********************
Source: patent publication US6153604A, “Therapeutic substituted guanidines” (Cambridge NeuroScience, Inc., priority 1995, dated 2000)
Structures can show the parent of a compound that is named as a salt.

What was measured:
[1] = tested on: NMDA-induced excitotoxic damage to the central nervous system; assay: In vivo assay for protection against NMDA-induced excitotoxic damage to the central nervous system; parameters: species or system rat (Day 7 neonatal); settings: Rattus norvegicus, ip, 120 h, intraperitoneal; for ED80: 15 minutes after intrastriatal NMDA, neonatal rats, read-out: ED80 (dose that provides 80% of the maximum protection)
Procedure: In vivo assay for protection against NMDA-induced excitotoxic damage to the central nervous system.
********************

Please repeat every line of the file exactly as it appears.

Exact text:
Source: patent publication US6153604A, “Therapeutic substituted guanidines” (Cambridge NeuroScience, Inc., priority 1995, dated 2000)
Structures can show the parent of a compound that is named as a salt.

What was measured:
[1] = tested on: NMDA-induced excitotoxic damage to the central nervous system; assay: In vivo assay for protection against NMDA-induced excitotoxic damage to the central nervous system; parameters: species or system rat (Day 7 neonatal); settings: Rattus norvegicus, ip, 120 h, intraperitoneal; for ED80: 15 minutes after intrastriatal NMDA, neonatal rats, read-out: ED80 (dose that provides 80% of the maximum protection)
Procedure: In vivo assay for protection against NMDA-induced excitotoxic damage to the central nervous system.